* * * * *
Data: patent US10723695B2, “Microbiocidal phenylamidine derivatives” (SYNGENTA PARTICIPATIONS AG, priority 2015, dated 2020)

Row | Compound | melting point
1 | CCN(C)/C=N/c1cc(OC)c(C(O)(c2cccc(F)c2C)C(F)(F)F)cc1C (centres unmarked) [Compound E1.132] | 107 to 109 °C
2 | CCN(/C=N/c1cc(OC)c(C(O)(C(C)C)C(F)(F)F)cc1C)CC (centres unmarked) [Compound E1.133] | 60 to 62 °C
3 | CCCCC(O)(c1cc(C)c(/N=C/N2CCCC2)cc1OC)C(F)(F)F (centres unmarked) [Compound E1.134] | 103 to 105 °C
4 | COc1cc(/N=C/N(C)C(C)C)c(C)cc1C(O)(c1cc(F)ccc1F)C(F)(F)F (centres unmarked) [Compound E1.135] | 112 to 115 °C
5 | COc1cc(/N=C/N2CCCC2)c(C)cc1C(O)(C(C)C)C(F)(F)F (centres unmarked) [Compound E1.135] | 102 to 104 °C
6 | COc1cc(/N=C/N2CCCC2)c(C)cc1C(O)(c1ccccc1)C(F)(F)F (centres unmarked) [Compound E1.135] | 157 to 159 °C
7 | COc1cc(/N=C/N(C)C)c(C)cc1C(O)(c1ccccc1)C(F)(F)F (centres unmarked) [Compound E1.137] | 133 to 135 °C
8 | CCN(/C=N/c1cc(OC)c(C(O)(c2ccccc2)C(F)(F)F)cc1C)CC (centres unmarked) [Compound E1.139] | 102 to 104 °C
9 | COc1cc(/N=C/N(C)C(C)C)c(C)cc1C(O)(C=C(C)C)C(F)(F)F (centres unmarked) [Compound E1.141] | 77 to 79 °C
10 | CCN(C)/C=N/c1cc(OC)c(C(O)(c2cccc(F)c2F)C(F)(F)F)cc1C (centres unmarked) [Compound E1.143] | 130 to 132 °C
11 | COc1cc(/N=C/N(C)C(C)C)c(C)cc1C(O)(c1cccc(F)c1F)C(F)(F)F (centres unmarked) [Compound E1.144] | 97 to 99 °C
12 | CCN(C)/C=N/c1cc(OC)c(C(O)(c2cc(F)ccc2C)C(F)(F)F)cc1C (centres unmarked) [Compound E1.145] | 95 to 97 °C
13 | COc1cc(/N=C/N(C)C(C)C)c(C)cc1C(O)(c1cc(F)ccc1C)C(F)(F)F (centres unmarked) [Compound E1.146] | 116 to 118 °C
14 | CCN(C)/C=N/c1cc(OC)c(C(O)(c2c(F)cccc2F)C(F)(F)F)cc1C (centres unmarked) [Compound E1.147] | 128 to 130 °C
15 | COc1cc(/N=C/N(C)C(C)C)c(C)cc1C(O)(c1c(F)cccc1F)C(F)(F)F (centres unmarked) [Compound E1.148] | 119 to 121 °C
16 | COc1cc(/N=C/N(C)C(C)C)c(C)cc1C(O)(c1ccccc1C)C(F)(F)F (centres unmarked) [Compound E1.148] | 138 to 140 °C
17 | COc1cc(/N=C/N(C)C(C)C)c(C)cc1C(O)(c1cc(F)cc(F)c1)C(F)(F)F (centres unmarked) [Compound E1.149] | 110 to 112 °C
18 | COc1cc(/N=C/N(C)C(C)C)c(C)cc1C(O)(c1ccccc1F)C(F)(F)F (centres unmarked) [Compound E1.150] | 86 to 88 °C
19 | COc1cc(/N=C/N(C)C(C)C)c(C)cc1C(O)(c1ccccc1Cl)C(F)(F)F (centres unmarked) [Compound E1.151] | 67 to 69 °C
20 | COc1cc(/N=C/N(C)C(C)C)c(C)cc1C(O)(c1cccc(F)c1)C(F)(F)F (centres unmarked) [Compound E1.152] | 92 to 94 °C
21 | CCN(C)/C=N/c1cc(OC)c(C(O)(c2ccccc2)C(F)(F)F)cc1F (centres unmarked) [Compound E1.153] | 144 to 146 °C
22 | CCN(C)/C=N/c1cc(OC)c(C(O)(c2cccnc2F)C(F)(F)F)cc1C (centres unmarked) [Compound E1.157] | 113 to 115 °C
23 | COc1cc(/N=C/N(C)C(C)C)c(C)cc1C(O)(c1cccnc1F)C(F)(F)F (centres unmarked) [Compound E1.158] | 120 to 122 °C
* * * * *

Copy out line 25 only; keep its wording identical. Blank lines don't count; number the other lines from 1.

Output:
23 | COc1cc(/N=C/N(C)C(C)C)c(C)cc1C(O)(c1cccnc1F)C(F)(F)F (centres unmarked) [Compound E1.158] | 120 to 122 °C